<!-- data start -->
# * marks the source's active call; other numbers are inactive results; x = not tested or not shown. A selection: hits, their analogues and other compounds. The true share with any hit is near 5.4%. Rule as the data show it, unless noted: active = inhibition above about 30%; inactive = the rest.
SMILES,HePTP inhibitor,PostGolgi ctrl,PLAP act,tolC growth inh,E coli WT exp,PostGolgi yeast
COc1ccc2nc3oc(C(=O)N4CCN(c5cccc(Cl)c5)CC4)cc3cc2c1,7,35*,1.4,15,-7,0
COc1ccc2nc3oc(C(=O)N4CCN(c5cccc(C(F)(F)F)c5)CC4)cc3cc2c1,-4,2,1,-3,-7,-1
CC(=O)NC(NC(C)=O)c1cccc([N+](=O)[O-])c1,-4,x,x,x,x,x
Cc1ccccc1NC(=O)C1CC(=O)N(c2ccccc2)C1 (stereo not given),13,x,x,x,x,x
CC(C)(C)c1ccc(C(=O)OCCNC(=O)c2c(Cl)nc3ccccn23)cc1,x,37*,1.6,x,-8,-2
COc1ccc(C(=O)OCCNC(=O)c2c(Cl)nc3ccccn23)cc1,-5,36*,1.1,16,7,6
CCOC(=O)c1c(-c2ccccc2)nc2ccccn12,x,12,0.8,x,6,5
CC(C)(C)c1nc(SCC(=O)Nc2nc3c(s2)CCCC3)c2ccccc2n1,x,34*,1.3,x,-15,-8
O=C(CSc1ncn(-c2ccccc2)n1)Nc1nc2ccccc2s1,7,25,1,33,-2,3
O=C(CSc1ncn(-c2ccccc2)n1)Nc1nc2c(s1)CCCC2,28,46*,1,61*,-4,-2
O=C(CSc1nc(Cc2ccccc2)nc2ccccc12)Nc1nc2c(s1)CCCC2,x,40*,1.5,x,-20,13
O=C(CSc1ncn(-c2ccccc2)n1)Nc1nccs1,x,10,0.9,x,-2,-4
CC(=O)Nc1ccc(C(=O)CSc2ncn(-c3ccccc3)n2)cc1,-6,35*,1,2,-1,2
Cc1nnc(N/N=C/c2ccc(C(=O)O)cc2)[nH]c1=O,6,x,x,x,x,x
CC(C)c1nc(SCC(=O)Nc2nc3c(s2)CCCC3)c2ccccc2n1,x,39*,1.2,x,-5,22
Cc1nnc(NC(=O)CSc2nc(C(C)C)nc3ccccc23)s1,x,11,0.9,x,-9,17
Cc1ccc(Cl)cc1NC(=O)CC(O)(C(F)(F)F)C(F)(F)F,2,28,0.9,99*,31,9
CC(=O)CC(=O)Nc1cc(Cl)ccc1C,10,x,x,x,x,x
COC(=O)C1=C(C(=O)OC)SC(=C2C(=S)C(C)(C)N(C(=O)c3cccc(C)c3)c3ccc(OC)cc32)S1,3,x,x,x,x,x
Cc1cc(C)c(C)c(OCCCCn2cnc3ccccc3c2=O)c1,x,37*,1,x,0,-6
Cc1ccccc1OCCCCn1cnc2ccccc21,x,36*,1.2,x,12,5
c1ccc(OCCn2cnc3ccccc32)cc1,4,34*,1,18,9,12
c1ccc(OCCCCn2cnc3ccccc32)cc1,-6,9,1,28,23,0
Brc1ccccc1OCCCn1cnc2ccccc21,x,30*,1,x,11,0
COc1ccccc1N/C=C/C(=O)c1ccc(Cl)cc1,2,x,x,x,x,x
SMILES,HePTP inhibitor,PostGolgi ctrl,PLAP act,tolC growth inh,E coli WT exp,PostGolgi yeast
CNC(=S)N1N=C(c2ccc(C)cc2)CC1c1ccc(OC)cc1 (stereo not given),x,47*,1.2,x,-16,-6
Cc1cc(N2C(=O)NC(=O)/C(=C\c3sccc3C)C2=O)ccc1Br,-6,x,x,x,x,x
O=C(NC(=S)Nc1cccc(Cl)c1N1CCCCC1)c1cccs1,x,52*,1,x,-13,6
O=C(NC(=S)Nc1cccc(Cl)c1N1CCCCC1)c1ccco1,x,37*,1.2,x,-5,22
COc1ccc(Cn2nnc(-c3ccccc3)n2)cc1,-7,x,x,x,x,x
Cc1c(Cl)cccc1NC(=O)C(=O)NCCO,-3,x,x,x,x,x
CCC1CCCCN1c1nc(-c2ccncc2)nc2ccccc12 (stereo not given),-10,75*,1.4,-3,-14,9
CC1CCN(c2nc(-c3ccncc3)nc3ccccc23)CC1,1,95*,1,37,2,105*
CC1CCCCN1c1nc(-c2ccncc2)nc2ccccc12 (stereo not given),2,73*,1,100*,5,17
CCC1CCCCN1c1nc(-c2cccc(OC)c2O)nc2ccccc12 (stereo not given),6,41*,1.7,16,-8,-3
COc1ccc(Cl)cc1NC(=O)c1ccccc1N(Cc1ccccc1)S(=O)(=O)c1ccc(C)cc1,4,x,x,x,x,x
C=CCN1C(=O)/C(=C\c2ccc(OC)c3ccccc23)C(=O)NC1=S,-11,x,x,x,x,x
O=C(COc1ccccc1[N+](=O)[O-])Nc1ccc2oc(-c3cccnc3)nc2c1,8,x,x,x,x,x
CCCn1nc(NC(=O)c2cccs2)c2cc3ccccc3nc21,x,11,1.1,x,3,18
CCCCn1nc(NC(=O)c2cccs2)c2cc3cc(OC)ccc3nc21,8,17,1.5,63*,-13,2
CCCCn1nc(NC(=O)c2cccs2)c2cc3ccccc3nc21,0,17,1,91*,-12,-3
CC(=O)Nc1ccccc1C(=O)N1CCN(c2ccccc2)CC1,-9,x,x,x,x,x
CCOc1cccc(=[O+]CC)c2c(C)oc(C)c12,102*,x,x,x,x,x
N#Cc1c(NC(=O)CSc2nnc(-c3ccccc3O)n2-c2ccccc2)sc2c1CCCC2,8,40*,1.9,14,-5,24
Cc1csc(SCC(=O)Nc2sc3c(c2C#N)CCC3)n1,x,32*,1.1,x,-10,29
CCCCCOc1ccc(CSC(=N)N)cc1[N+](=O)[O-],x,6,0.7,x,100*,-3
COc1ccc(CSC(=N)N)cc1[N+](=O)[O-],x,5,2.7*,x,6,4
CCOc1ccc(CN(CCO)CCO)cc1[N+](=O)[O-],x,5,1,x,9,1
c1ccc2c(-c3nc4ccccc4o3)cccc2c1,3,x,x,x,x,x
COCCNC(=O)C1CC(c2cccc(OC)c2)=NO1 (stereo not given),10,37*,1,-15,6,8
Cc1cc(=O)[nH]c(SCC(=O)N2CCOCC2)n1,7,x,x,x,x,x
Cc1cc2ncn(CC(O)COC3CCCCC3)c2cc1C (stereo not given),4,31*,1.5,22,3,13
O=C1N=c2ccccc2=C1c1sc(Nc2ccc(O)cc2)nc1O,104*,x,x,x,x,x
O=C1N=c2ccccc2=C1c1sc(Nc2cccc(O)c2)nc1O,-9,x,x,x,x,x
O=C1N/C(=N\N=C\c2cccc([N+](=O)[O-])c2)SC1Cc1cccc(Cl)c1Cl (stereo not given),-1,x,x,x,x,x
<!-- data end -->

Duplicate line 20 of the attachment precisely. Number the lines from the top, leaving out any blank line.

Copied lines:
CC(=O)CC(=O)Nc1cc(Cl)ccc1C,10,x,x,x,x,x